Robert Goodwill, Aviation Minister/Parliamentary Under Secretary of State for Transport (Conservative, Scarborough and Whitby): The Department for Transport is in detailed discussions with regional councils regarding two air routes that might qualify for support through a public service obligation under financial provisions announced by the Chief Secretary to the Treasury in the 2013 spending round last July, to maintain regional air access to London. Of these, Dundee council is currently tendering for an airline to operate a service between Dundee airport and London. The Chancellor announced in this year’s Budget that support will also be made available for start-up aid for new air routes from UK regional airports. European Union aviation state aid guidelines allow for start-up aid to be provided under certain conditions to facilitate development of new routes from member state airports which handle fewer than five million passengers per year. The Department for Transport is working with the Treasury to develop guidance clarifying how the Government will ordinarily expect to interpret the European Union state aid guidelines, and explain how the funding process will operate.


Jackson, S – Improved frequency of Cross Country trains from Peterborough to Stansted Airport

10 April 2014

Stewart Jackson (Conservative, Peterborough): To ask the Secretary of State for Transport what recent representations he has received on efforts to improve the frequency of services by Cross Country trains between Peterborough and Stansted airport; and if he will make a statement.

Stephen Hammond, Parliamentary Under Secretary of State for Transport (Conservative, Wimbledon): The Secretary of State for Transport has not received any representations from Cross Country Trains regarding frequency improvements to their services between Peterborough and Stansted airport.


House of Lords Questions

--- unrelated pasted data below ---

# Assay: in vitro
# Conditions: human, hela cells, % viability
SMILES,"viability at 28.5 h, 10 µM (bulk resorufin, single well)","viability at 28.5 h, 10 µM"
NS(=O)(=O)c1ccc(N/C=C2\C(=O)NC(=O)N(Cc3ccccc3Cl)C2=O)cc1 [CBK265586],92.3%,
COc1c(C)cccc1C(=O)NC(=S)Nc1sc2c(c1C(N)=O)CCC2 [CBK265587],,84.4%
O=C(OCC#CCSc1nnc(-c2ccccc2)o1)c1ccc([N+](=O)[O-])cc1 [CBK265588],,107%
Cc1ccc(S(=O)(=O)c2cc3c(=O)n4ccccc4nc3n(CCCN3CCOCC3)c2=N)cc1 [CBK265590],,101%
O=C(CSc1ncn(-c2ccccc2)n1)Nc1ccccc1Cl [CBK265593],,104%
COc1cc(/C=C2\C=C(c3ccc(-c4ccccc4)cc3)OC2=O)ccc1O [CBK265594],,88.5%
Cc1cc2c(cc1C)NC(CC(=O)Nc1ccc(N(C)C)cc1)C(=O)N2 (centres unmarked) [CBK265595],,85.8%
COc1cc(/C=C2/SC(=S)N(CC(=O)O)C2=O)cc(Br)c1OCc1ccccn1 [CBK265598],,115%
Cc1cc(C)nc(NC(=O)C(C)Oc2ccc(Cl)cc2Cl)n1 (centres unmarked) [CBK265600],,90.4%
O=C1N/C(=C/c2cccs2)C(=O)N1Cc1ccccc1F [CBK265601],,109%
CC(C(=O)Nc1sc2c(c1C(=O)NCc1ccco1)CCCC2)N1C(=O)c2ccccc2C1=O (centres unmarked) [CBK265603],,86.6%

Lord Brooke of Alverthorpe – Civil Aviation Authority and employee share scheme

9 April 2014

Lord Brooke of Alverthorpe (Labour peer): To ask Her Majesty’s Government whether, as the major shareholder in National Air Traffic Services, they intend to meet the costs of the employee share scheme if the Civil Aviation Authority confirms their proposal that those costs will no longer be provided for in the next regulatory settlement.

Baroness Kramer, The Minister of State, Department for Transport (Liberal Democrat peer): The regulatory settlement is a matter for the CAA. We would expect the NATS board, in the first instance, to continue to consider the benefits of the employee share scheme and the terms on which it operates.


Media News

4 Apr 2014 – The consultation published by Gatwick Airport today is described by the Campaign Group Gatwick Area Conservation Campaign (GACC) as ‘plush but bogus’. GACC says that the consultation is ‘plush’ because it says that ‘no expense has been spared’ … ‘in an attempt to make a new Gatwick runway look inevitable’ – and ‘bogus’ because it says the Airports Commission has already ruled out one of the options (Option 1- , the close-parallel runway). Originally Gatwick Airport said that there would be no box for people to tick if they wished to vote for no new runway. However after objections the airport has made a concession providing a box labelled ‘None of the above’.

7 Apr 2014 – Chief Executive of the International Air Transport Association, Mr Tony Tyler has criticised the Government’s recent changes to Air Passenger Duty (APD). On March 19 the Chancellor of the Exchequer George Osborne announced in his Budget speech  the reduction of APD to some long haul destinations from April 2015. He confirmed the two highest of the four APD tax bands are to be ended. The reforms mean for example that passengers on long-haul flights to destinations such as India and the Caribbean islands will pay a lower tax rate from 2015. Mr Tyler called the reforms ‘tinkering’ and ‘half-hearted at best’. Mr Tyler went on to say that APD continues to be a ‘drag’ on the economy and the changes are no more than ‘lip service to this fact’.

11 Apr 2014 – A documentary concerned with the running of Edinburgh Airport, entitled ‘Inside Edinburgh Airport’ will begin on the BBC next week.


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The Parliamentary information in this Bulletin is sourced from De Havilland Information Services plc


The House of Commons will be in Easter recess from Friday 11 April  until Monday 28 April 2014 and thereafter from Friday 2 May until Tuesday 6 May 2014.


The House of Lords is in Easter recess from Thursday 10 April until Tuesday 6 May 2014.